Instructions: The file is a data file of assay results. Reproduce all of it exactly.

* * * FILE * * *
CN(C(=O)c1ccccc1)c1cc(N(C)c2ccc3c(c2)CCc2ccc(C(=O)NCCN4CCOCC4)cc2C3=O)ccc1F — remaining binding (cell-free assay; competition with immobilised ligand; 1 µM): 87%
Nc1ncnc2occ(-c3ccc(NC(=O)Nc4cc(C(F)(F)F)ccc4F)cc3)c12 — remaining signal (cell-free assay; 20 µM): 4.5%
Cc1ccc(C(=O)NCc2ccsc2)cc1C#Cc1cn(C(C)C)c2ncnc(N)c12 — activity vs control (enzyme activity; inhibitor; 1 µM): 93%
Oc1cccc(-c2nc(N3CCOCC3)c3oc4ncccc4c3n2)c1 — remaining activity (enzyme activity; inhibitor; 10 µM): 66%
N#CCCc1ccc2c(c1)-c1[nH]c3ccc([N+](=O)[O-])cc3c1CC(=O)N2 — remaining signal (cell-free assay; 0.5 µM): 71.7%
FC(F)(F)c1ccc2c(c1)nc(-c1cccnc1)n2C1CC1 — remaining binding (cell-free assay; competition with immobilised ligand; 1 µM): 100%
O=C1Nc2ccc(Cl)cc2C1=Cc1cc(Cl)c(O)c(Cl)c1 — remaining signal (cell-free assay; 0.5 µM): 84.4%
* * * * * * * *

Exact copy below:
CN(C(=O)c1ccccc1)c1cc(N(C)c2ccc3c(c2)CCc2ccc(C(=O)NCCN4CCOCC4)cc2C3=O)ccc1F — remaining binding (cell-free assay; competition with immobilised ligand; 1 µM): 87%
Nc1ncnc2occ(-c3ccc(NC(=O)Nc4cc(C(F)(F)F)ccc4F)cc3)c12 — remaining signal (cell-free assay; 20 µM): 4.5%
Cc1ccc(C(=O)NCc2ccsc2)cc1C#Cc1cn(C(C)C)c2ncnc(N)c12 — activity vs control (enzyme activity; inhibitor; 1 µM): 93%
Oc1cccc(-c2nc(N3CCOCC3)c3oc4ncccc4c3n2)c1 — remaining activity (enzyme activity; inhibitor; 10 µM): 66%
N#CCCc1ccc2c(c1)-c1[nH]c3ccc([N+](=O)[O-])cc3c1CC(=O)N2 — remaining signal (cell-free assay; 0.5 µM): 71.7%
FC(F)(F)c1ccc2c(c1)nc(-c1cccnc1)n2C1CC1 — remaining binding (cell-free assay; competition with immobilised ligand; 1 µM): 100%
O=C1Nc2ccc(Cl)cc2C1=Cc1cc(Cl)c(O)c(Cl)c1 — remaining signal (cell-free assay; 0.5 µM): 84.4%